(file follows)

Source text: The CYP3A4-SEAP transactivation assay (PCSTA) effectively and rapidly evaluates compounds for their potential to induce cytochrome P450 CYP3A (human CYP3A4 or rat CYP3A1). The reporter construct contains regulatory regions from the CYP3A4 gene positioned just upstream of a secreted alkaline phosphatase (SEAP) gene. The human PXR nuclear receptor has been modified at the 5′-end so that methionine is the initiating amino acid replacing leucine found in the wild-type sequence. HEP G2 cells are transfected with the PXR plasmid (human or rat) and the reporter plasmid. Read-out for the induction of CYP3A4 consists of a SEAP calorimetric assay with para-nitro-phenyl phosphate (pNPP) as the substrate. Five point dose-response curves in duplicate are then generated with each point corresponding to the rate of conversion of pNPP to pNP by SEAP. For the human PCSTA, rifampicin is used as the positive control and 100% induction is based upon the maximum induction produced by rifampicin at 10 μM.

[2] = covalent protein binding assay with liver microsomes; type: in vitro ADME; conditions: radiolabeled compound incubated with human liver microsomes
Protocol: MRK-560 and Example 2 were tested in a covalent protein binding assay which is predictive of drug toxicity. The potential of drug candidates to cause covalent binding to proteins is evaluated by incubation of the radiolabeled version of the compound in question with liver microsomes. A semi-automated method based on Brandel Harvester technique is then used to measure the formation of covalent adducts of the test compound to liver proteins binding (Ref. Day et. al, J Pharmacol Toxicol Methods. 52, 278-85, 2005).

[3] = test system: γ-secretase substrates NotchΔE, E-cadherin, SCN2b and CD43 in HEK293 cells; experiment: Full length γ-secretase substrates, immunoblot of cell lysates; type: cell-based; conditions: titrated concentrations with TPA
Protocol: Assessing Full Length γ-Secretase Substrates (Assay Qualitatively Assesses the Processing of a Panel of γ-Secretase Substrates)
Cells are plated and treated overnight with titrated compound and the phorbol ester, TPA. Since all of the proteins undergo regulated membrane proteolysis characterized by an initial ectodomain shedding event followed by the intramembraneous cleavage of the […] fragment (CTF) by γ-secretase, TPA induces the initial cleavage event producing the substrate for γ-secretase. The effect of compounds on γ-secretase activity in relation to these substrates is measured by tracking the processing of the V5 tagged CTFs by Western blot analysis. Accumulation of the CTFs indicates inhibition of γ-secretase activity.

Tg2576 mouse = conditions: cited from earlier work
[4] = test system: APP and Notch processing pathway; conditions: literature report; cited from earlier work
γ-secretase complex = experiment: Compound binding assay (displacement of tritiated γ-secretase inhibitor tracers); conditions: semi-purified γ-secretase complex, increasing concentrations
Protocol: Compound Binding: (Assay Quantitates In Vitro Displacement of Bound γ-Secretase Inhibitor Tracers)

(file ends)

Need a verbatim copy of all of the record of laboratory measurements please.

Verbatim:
Source text: The CYP3A4-SEAP transactivation assay (PCSTA) effectively and rapidly evaluates compounds for their potential to induce cytochrome P450 CYP3A (human CYP3A4 or rat CYP3A1). The reporter construct contains regulatory regions from the CYP3A4 gene positioned just upstream of a secreted alkaline phosphatase (SEAP) gene. The human PXR nuclear receptor has been modified at the 5′-end so that methionine is the initiating amino acid replacing leucine found in the wild-type sequence. HEP G2 cells are transfected with the PXR plasmid (human or rat) and the reporter plasmid. Read-out for the induction of CYP3A4 consists of a SEAP calorimetric assay with para-nitro-phenyl phosphate (pNPP) as the substrate. Five point dose-response curves in duplicate are then generated with each point corresponding to the rate of conversion of pNPP to pNP by SEAP. For the human PCSTA, rifampicin is used as the positive control and 100% induction is based upon the maximum induction produced by rifampicin at 10 μM.

[2] = covalent protein binding assay with liver microsomes; type: in vitro ADME; conditions: radiolabeled compound incubated with human liver microsomes
Protocol: MRK-560 and Example 2 were tested in a covalent protein binding assay which is predictive of drug toxicity. The potential of drug candidates to cause covalent binding to proteins is evaluated by incubation of the radiolabeled version of the compound in question with liver microsomes. A semi-automated method based on Brandel Harvester technique is then used to measure the formation of covalent adducts of the test compound to liver proteins binding (Ref. Day et. al, J Pharmacol Toxicol Methods. 52, 278-85, 2005).

[3] = test system: γ-secretase substrates NotchΔE, E-cadherin, SCN2b and CD43 in HEK293 cells; experiment: Full length γ-secretase substrates, immunoblot of cell lysates; type: cell-based; conditions: titrated concentrations with TPA
Protocol: Assessing Full Length γ-Secretase Substrates (Assay Qualitatively Assesses the Processing of a Panel of γ-Secretase Substrates)
Cells are plated and treated overnight with titrated compound and the phorbol ester, TPA. Since all of the proteins undergo regulated membrane proteolysis characterized by an initial ectodomain shedding event followed by the intramembraneous cleavage of the […] fragment (CTF) by γ-secretase, TPA induces the initial cleavage event producing the substrate for γ-secretase. The effect of compounds on γ-secretase activity in relation to these substrates is measured by tracking the processing of the V5 tagged CTFs by Western blot analysis. Accumulation of the CTFs indicates inhibition of γ-secretase activity.

Tg2576 mouse = conditions: cited from earlier work
[4] = test system: APP and Notch processing pathway; conditions: literature report; cited from earlier work
γ-secretase complex = experiment: Compound binding assay (displacement of tritiated γ-secretase inhibitor tracers); conditions: semi-purified γ-secretase complex, increasing concentrations
Protocol: Compound Binding: (Assay Quantitates In Vitro Displacement of Bound γ-Secretase Inhibitor Tracers)